Do Males and Females Differ? Understanding Gender Differences in Graphic Cigarette Warnings’ Effect on Young Adult Smokers’ Thoughts of Quitting
Format of Original
Society for Marketing Advances
2015 SMA Proceedings
Nearly all lifelong smokers initiate smoking before the age of 26, and the consequences associated with this behavior are severe. Graphic pictorial health warnings on cigarette packages are one method that may be used in attempts to reduce smoking rates among young consumers. Previous research has examined the paths through which the perceived graphicness of these warnings influence thoughts of quitting for young adults. However, prior research does not account for gender differences, which have been found to influence beliefs and intentions related to smoking. Thus, the purpose of this paper is to examine how these paths from perceived graphicness to thoughts of quitting differ between male and female young adult smokers. The results from a longitudinal study reveal that gender differences are evident in paths from graphicness to thoughts of quitting. These findings support the effectiveness of highly graphic cigarette package warnings, but show that gender should be considered to improve our understanding of the process by which young adult smokers’ thoughts of quitting are influenced.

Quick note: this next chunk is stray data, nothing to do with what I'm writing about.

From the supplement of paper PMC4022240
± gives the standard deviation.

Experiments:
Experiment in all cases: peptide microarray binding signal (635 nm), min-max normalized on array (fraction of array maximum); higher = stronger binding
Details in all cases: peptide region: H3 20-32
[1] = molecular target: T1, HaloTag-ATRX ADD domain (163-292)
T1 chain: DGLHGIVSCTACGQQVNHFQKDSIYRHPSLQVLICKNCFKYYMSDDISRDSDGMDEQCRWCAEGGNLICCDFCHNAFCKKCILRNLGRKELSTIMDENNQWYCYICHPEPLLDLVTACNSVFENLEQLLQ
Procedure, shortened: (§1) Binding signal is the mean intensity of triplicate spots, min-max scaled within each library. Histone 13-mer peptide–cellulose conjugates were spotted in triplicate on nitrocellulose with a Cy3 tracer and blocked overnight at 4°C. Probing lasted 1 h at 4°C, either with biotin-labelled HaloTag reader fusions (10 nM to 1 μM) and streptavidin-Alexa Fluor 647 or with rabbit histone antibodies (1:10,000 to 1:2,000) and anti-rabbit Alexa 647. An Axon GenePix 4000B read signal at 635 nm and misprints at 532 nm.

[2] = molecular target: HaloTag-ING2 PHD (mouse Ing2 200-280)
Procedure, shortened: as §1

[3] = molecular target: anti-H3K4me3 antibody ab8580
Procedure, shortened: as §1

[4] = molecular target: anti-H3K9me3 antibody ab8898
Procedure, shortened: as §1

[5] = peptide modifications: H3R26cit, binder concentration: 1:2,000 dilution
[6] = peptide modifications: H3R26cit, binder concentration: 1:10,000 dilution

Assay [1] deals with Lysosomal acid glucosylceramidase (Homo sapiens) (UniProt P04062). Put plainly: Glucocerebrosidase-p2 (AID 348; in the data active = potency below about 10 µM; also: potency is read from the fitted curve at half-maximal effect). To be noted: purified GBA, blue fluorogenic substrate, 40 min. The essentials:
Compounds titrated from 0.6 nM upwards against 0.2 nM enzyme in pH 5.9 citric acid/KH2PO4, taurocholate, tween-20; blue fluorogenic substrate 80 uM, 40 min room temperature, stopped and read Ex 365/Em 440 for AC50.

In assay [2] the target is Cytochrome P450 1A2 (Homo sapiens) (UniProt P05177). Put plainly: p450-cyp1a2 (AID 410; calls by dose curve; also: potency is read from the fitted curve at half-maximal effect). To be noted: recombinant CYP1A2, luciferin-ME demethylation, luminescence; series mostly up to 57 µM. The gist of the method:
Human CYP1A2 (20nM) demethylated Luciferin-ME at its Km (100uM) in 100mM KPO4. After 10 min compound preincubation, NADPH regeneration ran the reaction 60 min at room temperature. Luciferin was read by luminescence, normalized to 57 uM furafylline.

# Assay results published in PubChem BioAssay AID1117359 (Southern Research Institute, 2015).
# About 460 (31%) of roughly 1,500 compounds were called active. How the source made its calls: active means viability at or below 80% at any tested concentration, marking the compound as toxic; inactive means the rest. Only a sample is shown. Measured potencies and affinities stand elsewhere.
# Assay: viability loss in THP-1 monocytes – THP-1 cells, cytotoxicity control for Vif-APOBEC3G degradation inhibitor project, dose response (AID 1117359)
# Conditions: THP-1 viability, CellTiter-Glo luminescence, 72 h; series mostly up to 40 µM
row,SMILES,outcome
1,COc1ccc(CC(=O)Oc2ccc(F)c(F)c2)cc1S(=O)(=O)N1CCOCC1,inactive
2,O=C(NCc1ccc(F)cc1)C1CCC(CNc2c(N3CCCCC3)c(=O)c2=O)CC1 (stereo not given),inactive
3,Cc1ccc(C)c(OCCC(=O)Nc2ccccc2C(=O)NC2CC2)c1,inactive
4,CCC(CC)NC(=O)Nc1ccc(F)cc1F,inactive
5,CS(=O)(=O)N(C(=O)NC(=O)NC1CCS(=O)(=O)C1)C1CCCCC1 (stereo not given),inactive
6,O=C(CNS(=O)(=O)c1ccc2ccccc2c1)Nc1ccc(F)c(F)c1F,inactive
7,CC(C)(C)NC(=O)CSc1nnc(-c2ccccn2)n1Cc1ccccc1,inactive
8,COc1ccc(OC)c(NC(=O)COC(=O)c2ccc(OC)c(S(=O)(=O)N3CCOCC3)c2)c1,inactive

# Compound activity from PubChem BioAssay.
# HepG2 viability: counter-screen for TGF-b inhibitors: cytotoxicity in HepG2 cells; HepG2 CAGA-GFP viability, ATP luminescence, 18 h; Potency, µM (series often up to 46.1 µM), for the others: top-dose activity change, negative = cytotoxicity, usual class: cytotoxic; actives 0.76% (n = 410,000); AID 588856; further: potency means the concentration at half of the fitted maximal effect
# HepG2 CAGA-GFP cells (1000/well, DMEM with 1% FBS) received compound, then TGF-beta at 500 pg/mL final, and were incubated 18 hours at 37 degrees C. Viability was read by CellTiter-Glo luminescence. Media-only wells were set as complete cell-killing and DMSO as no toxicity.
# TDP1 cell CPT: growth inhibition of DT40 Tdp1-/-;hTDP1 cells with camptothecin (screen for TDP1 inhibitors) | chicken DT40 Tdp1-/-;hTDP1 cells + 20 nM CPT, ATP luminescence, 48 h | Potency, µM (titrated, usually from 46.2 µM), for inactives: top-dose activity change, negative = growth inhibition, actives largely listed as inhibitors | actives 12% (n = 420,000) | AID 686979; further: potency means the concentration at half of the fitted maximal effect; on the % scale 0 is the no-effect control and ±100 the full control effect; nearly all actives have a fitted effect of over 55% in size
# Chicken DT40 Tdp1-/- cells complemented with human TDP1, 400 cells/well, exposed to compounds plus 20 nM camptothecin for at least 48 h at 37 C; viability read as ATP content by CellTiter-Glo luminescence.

Berry, Christopher; Burton, Scot; Andrews, J. Craig; and Kees, Jeremy, "Do Males and Females Differ? Understanding Gender Differences in Graphic Cigarette Warnings’ Effect on Young Adult Smokers’ Thoughts of Quitting" (2015). Marketing Faculty Research and Publications. 188.